(Auto)biography

Thoughtful reflection yields emotional and intellectual growth if you’re willing to evaluate, and reevaluate, who you are and what you’ve done in your life.  Self-examination has the capacity to fuel a personal evolution.  Our experiences may change us in a myriad of ways if we summon the courage inside to allow them.  At times, my journey has been incredibly rewarding, but it has also presented challenges that have strengthened my resolve as I follow my path.  I’m always searching for the lesson ensconced within an experience because doing so fosters the growth that I need to sustain myself.

After accomplishing my goals as a high school social studies teacher, I completed a doctorate in political science to better understand how governing institutions function in our democratic republic.  Many of the theoretical and empirical works that I’ve studied to date inform my classroom instruction.  Moreover, a latent effect of my training is that it influences how I analyze news reports about major developments around the world.  While teaching is my chosen profession, I’m a human being who’s deeply concerned about the implications of political decisions and events that affect the human condition as we understand it in local, regional, national, and global contexts.

Fully immersed in my fifth year of teaching at the college level, I find myself more passionate about education than I ever have been before. This stage of my career began when I accepted a position that took me to a remote city on the Colorado River in the low desert of western Arizona.  While there, I learned a great deal about my craft, organizational operation, and interpersonal relationships.  Furthermore, I learned how they are all intertwined.  The people we surround ourselves with at our place of employment are vital to our professional success and emotional well-being.  Who we encounter throughout the day influence both our mindset and trajectory.  I’m thankful for the valuable friendships that I cultivated during my time there.

Currently, I teach government courses at Lone Star College-CyFair, which is about thirty miles northwest of downtown Houston, Texas.  The rapid expansion of the area where the school is situated has yielded an incredibly diverse student body.  In an effort to build social capital and improve the completion rate, my colleagues and I instituted the Center for Civic Engagement (CCE) on our campus as part of a system wide initiative that began at LSC-Kingwood.  A primary goal of the CCE is to teach students voice and agency.  From 2015 to 2017, I served as the first campus coordinator and my responsibilities ranged from chairing the faculty committee to overseeing a variety of events during the academic year.  In addition, I co-taught a thematic honors learning community entitled, “Individual Involvement, Group Impact,” in the fall of 2015 that combined Federal Government and Principles of Sociology.  This collaborative instructional opportunity allowed our students to examine a variety of topics, including the role of social movements in shaping government policy.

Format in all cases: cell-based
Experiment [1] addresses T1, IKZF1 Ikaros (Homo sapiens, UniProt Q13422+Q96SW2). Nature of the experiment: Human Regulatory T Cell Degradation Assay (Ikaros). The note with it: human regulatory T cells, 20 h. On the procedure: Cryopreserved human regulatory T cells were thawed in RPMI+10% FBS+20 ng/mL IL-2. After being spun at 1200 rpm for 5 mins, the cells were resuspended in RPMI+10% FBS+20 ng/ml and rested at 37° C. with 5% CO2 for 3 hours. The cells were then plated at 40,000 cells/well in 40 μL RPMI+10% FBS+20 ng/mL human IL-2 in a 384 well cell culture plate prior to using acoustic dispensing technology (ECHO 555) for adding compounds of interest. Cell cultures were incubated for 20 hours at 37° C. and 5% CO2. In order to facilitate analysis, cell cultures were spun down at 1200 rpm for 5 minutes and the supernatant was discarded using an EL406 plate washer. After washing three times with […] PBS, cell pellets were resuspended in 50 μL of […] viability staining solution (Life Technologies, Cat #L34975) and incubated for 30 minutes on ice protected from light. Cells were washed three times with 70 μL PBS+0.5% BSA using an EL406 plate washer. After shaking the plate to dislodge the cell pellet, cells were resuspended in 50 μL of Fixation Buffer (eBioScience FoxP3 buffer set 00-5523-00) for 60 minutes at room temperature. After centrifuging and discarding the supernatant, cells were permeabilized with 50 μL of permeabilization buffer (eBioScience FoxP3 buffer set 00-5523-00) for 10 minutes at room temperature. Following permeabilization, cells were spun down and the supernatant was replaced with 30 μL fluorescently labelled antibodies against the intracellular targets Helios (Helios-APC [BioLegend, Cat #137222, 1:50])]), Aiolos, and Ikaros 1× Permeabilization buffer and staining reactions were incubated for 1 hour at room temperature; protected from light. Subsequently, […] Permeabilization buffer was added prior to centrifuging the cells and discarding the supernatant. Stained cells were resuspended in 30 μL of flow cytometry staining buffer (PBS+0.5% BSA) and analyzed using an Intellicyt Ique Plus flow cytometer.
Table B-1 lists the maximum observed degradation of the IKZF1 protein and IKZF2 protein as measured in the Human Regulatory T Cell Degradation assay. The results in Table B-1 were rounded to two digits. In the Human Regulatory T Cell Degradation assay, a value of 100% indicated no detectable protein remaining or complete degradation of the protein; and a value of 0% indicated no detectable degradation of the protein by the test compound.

When I’m not writing presentation slides or looking for supplemental materials to use in my classes, I enjoy visiting parks, listening to NPR, reading nonfiction, playing guitar (click here to listen to a track), taking pictures (click here if you’d like to see some), and attending The Moth.  Over the last few years, I’ve spent my weekends exploring museums, record stores, music venues, and vegan-friendly restaurants.  Today, Houston is my home.  The future?  We’ll just have to see what opportunities present themselves.  Sometimes life changes in ways that we could never anticipate.  That’s part of the adventure.

Photo: Up on a rock ledge in Ice Box Canyon in Red Rock Canyon National Conservation Area.  Las Vegas, Nevada.  May 20, 2017